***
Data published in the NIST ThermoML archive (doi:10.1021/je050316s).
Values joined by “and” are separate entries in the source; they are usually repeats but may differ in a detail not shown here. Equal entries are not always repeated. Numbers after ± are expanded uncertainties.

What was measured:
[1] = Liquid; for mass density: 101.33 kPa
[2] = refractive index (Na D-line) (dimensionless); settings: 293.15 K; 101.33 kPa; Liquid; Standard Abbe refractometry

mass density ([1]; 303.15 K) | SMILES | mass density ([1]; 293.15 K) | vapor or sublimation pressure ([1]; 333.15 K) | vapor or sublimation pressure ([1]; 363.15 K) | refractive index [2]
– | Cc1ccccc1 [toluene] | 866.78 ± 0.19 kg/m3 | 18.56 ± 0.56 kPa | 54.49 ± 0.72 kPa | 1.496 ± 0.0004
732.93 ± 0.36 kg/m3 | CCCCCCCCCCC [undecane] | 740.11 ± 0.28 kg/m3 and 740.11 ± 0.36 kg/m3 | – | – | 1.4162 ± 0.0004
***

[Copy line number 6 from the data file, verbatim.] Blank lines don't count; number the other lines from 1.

mass density ([1]; 303.15 K) | SMILES | mass density ([1]; 293.15 K) | vapor or sublimation pressure ([1]; 333.15 K) | vapor or sublimation pressure ([1]; 363.15 K) | refractive index [2]